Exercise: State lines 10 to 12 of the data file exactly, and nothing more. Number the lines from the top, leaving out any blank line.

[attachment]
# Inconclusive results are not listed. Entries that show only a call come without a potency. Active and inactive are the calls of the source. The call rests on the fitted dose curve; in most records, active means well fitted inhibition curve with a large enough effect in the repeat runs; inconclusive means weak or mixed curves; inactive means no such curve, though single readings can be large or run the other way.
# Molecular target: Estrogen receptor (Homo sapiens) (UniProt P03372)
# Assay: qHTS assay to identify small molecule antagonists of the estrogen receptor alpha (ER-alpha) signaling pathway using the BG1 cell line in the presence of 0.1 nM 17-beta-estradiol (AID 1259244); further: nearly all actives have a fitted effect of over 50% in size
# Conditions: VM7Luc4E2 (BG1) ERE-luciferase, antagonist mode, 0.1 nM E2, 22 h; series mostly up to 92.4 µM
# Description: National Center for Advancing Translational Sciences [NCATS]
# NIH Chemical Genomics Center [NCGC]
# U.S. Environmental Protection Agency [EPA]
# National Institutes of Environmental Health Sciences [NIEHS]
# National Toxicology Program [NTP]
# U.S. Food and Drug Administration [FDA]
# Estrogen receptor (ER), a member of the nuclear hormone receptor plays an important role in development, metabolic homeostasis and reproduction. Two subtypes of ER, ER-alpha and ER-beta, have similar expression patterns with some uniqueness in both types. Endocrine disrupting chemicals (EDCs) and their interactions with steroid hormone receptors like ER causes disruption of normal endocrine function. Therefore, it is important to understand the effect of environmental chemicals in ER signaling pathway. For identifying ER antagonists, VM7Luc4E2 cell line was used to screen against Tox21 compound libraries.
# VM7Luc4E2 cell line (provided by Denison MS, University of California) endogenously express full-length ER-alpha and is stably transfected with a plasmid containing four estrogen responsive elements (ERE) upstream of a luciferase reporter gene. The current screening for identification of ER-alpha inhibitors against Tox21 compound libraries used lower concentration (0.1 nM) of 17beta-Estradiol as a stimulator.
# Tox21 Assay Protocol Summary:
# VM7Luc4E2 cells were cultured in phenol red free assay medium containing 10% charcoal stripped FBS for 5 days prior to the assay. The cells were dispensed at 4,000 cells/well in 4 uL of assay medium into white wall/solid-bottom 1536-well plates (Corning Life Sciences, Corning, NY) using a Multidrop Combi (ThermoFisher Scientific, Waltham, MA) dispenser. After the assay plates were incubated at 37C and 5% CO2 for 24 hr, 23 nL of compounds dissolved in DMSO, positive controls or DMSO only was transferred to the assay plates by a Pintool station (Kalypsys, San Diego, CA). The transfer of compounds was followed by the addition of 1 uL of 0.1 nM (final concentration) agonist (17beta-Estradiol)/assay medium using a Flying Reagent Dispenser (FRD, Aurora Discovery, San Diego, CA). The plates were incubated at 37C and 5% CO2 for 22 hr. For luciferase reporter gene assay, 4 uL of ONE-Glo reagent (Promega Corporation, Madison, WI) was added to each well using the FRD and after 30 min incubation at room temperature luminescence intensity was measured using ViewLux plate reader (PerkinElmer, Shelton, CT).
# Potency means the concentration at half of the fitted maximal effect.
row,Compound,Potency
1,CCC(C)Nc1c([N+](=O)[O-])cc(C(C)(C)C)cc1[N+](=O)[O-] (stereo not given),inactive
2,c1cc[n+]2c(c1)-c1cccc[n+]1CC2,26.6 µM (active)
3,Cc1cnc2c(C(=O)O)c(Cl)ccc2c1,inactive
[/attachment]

# U.S. Food and Drug Administration [FDA]
# Estrogen receptor (ER), a member of the nuclear hormone receptor plays an important role in development, metabolic homeostasis and reproduction. Two subtypes of ER, ER-alpha and ER-beta, have similar expression patterns with some uniqueness in both types. Endocrine disrupting chemicals (EDCs) and their interactions with steroid hormone receptors like ER causes disruption of normal endocrine function. Therefore, it is important to understand the effect of environmental chemicals in ER signaling pathway. For identifying ER antagonists, VM7Luc4E2 cell line was used to screen against Tox21 compound libraries.
# VM7Luc4E2 cell line (provided by Denison MS, University of California) endogenously express full-length ER-alpha and is stably transfected with a plasmid containing four estrogen responsive elements (ERE) upstream of a luciferase reporter gene. The current screening for identification of ER-alpha inhibitors against Tox21 compound libraries used lower concentration (0.1 nM) of 17beta-Estradiol as a stimulator.